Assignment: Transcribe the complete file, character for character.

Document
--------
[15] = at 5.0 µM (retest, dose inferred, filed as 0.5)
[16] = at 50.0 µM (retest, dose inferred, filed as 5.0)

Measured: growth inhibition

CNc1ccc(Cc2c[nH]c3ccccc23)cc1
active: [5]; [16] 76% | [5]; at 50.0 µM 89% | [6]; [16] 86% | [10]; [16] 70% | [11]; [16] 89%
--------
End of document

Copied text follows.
[15] = at 5.0 µM (retest, dose inferred, filed as 0.5)
[16] = at 50.0 µM (retest, dose inferred, filed as 5.0)

Measured: growth inhibition

CNc1ccc(Cc2c[nH]c3ccccc23)cc1
active: [5]; [16] 76% | [5]; at 50.0 µM 89% | [6]; [16] 86% | [10]; [16] 70% | [11]; [16] 89%